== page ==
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April 28, 2016

BPC to ask if data has been received

The University Senate budget policies committee (BPC) is taking steps to determine whether planning and budgeting committees (PBCs) are receiving budget data in accord with the provisions of the University’s Planning and Budgeting System (PBS) after several faculty members raised the issue in a recent Faculty Assembly session. (See April 14 University Times.)

“Faculty are concerned that they’re not getting budget data in their units in order to participate in the independent budget committees,” said BPC chair Beverly Gaddy. “The (PBS) document does expect that budget data will be available.”

Under the system, BPC is responsible for reviewing whether the PBS processes are followed and whether all constituencies involved are provided adequate opportunities to participate in the process and to be informed of its outcomes.

“How can we assure the PBCs are meeting as required and that they have the data needed to operate?” Gaddy asked.

BPC periodically has requested that the chief financial officer’s staff canvass units to ensure PBCs exist where required.

An expanded survey is being considered to ask, in part, whether units’ PBCs are receiving the necessary budget data. Art Ramicone, senior vice chancellor and CFO, offered to bring the existing questionnaire to BPC to enable the committee to decide what it would like to ask.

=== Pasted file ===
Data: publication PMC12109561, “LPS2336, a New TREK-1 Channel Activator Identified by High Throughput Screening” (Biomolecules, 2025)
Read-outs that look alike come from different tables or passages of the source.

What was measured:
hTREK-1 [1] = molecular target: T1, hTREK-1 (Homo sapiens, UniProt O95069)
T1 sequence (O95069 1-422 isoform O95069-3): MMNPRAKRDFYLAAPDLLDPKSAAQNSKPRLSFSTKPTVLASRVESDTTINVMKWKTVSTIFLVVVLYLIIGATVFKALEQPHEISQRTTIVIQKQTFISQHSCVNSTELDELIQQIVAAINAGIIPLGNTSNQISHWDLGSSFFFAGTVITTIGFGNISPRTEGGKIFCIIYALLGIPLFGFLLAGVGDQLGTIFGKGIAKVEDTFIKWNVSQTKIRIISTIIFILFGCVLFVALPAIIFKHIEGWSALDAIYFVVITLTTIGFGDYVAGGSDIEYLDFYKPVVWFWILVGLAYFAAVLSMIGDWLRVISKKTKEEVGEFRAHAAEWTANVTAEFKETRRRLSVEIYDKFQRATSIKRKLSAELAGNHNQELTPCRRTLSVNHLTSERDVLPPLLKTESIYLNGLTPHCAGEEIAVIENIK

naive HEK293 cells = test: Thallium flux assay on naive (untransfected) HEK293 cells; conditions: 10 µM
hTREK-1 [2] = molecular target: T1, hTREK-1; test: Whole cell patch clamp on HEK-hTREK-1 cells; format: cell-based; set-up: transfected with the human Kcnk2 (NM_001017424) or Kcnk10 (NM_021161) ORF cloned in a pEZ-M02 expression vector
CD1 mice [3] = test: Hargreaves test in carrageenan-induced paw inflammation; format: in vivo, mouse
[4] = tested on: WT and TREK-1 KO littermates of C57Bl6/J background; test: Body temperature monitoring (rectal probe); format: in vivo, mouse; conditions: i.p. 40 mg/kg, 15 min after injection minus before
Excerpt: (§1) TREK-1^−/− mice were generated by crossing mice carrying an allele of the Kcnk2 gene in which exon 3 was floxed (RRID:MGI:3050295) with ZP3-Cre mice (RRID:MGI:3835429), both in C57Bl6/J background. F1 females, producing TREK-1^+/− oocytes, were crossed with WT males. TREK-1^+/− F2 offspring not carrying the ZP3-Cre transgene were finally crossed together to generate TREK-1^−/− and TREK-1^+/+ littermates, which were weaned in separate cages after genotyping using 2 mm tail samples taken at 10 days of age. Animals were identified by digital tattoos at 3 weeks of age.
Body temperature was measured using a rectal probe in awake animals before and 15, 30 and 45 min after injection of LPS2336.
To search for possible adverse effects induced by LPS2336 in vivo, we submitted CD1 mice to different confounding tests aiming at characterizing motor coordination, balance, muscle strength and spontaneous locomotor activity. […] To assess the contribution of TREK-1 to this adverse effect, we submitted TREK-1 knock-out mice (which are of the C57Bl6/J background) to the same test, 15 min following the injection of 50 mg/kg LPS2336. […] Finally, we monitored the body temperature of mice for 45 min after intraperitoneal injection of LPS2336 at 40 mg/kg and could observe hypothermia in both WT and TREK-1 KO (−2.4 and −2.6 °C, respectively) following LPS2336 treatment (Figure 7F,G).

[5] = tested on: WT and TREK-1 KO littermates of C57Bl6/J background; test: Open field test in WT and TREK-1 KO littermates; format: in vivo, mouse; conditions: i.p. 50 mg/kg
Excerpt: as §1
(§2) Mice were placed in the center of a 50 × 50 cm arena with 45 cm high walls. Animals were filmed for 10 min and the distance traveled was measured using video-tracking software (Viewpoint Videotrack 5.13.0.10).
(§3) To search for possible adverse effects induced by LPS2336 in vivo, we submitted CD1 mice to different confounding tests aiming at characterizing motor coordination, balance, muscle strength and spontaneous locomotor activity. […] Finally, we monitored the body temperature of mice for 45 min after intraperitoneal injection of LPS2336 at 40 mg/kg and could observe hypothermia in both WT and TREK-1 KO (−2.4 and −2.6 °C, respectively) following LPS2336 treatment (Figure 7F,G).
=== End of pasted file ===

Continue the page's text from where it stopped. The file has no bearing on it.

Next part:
Committee member Phil Wion noted as well that BPC at one time would publicize the PBS in an annual letter in the University Times.
“It would be good to get back into both of those routines,” he said.

Wion also recommended that the attribution study be more widely circulated in a usable form to inform PBC members about the broader financial picture.

The release of the attribution report has been a point of contention in recent years. (See Jan. 6, 2011, University Times.) BPC most recently received the study, which shows costs and revenues for each responsibility center, in closed session in 2014.

The PBS document states, however, that the most recent revenue and cost attribution study should be distributed as part of the historical data provided to senior vice chancellor areas, responsibility centers and departments at the start of each operational planning and budgeting cycle. (See Letters)

A survey in conjunction with the Senate’s recent review of the PBS document found low knowledge of the PBS among respondents, as well as some concerns about transparency and whether the system was being followed. (See March 31 University Times.)

BPC has requested more data, which David DeJong, executive vice provost and liaison to BPC, said his office would provide, after ensuring respondents’ anonymity is preserved.

Freshman recruiting update
DeJong promised to bring an update on enrollment to BPC in May. He said the University is aiming for a smaller incoming freshman class in Pittsburgh this fall. Pitt’s target is 3,850 freshmen — 20 fewer than last year’s goal.

DeJong said the goal had been increased when freshman housing in Nordenberg Hall opened, but the University is tapering back to a more “steady state” so as not to strain existing housing and lab space.

The University enrolled a larger-than-expected 4,054 freshmen in fall 2015. (See Sept. 17, 2015, University Times.)

As of mid-April, the number of paid admits at the Pittsburgh campus was roughly in line with the reduced goal.

Direct applications to Pitt’s regional campuses are up, DeJong said. As of April 14, paid admits had filled about half of the incoming class at the regionals.

BPC’s next meeting is set for 2 p.m. May 20.

—Kimberly K. Barlow 

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